Minima multimedialia

Through a series of very short videos (2 to 5 minutes), Minima Multimedialia seeks to instil questions and inspire answers on central features of medieval metaphysics and science. My goal is to intrigue and involve interested people from outside the “ivory tower” (yes, the real world is out there) in a constant and mutually enriching dialogue.

No voices, then! Just words to read, music to listen, and thoughts to ponder. My choice not to use my (or others) voice may result odd. Our voices are crucial components of our daily epistemic life. Silken voices to persuade us, angry voices to scare us, raised voices to hush us. Voices are means. What if we considered for once the content without its form? The universe requires balance. While my other outreach project (audio-recordings of medieval philosophy as necessary step toward a thorough application of the UDL principles) will focus on voice alone, Minima Multimedialia will have none. I hope to make a video every other month or so, but it will depend on many variables – preemptive apologies are due.

The fourth video of the series “Minima multimedialia” explains how medieval question commentaries are structured. A short excursion on a fundamental medieval genre with just text and music!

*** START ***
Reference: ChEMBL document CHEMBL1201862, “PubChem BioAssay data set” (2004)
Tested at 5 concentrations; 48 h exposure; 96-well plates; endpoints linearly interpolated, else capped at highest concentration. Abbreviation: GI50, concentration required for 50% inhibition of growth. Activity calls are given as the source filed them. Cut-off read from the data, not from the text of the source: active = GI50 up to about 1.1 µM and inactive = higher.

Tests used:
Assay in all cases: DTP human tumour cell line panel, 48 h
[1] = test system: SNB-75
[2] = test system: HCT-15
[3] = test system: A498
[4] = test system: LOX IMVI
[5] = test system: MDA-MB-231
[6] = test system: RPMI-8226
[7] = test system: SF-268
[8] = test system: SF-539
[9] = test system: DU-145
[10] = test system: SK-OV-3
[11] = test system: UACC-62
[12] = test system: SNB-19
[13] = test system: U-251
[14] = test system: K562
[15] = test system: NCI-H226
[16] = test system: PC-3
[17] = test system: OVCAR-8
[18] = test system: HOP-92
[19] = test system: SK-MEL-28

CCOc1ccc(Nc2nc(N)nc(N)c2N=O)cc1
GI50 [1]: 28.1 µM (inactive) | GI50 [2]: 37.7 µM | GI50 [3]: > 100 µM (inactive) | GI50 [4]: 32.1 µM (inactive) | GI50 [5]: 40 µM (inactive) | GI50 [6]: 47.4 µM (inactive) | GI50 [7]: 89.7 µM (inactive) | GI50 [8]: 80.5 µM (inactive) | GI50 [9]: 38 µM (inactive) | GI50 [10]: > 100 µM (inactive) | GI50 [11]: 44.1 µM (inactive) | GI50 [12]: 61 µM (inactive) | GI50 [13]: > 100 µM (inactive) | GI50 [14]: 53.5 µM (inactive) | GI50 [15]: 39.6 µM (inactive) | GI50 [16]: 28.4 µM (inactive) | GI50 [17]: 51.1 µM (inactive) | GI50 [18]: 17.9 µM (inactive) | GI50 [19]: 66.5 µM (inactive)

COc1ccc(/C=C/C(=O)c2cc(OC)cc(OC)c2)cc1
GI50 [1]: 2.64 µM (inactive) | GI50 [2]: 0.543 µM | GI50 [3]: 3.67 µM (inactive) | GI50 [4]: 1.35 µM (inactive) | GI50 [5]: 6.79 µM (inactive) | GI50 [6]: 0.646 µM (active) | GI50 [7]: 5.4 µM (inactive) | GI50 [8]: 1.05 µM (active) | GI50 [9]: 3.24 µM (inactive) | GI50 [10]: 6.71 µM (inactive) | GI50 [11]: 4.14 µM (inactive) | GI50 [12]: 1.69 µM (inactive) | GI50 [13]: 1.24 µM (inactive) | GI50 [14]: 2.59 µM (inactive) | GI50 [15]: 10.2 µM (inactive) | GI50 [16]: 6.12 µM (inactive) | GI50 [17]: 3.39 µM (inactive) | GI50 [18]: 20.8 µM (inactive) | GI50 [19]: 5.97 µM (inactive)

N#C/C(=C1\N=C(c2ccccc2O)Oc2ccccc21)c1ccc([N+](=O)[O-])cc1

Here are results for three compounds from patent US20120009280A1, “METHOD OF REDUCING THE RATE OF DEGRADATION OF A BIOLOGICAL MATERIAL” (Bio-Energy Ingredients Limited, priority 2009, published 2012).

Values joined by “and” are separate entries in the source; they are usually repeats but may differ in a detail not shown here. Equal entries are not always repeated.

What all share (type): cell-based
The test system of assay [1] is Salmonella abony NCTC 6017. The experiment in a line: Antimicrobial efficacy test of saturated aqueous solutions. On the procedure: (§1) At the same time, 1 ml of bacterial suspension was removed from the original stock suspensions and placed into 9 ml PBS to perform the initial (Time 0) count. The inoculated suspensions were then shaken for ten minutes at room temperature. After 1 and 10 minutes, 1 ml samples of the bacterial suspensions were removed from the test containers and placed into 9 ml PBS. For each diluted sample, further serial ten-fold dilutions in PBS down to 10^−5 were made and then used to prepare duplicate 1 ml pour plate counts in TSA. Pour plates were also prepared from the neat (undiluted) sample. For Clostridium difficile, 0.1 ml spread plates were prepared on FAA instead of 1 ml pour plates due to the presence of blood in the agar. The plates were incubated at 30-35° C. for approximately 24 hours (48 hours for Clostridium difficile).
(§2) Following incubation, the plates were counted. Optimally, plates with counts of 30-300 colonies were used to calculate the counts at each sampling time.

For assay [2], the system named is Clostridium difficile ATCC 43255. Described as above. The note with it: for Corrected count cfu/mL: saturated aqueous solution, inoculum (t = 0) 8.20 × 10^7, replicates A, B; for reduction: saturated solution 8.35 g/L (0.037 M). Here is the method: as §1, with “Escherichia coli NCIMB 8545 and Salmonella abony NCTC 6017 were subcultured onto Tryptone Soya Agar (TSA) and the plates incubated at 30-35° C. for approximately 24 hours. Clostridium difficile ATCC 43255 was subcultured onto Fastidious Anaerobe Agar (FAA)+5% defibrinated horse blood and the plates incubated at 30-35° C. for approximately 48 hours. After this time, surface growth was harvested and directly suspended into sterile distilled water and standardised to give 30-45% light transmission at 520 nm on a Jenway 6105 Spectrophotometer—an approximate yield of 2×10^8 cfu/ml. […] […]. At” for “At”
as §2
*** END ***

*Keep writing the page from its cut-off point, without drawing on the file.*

The third video of the series “Minima multimedialia” is focused on Dominicus Gundissalinus, a Spanish philosopher and translator from the 12th century. As always, no spoken words but only text and music!

Second video of the new series: no voice, just words to read, music to listen, and thoughts to ponder. This video is dedicated to problems (and questions) on the notion of matter in the Middle Ages. How can prime matter be known? How many matters are there? How is the natural world ontologically constituted? I will discuss more at length all these questions my the next videos.

A short introduction to the research project “The Shadow within Nature”. This is the first video of a new project, “Minima multimedialia” – the hope is to proceed with one video every other month, but that’s going to be hard.